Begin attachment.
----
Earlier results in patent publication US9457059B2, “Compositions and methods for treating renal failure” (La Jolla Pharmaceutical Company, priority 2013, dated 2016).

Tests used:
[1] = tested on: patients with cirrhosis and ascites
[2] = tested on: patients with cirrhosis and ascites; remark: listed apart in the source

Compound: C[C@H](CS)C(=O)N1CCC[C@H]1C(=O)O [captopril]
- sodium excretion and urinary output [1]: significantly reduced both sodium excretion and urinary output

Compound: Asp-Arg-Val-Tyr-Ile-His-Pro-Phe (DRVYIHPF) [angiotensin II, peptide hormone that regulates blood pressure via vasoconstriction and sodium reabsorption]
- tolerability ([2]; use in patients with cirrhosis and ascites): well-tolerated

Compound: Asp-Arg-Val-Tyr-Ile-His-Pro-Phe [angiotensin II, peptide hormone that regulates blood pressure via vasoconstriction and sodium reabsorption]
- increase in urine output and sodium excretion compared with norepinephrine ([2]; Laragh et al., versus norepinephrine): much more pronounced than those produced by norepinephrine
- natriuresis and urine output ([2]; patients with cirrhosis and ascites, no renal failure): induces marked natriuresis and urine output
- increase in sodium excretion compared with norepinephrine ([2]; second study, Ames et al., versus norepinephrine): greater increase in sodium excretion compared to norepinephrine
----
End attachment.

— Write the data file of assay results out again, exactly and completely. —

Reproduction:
Earlier results in patent publication US9457059B2, “Compositions and methods for treating renal failure” (La Jolla Pharmaceutical Company, priority 2013, dated 2016).

Tests used:
[1] = tested on: patients with cirrhosis and ascites
[2] = tested on: patients with cirrhosis and ascites; remark: listed apart in the source

Compound: C[C@H](CS)C(=O)N1CCC[C@H]1C(=O)O [captopril]
- sodium excretion and urinary output [1]: significantly reduced both sodium excretion and urinary output

Compound: Asp-Arg-Val-Tyr-Ile-His-Pro-Phe (DRVYIHPF) [angiotensin II, peptide hormone that regulates blood pressure via vasoconstriction and sodium reabsorption]
- tolerability ([2]; use in patients with cirrhosis and ascites): well-tolerated

Compound: Asp-Arg-Val-Tyr-Ile-His-Pro-Phe [angiotensin II, peptide hormone that regulates blood pressure via vasoconstriction and sodium reabsorption]
- increase in urine output and sodium excretion compared with norepinephrine ([2]; Laragh et al., versus norepinephrine): much more pronounced than those produced by norepinephrine
- natriuresis and urine output ([2]; patients with cirrhosis and ascites, no renal failure): induces marked natriuresis and urine output
- increase in sodium excretion compared with norepinephrine ([2]; second study, Ames et al., versus norepinephrine): greater increase in sodium excretion compared to norepinephrine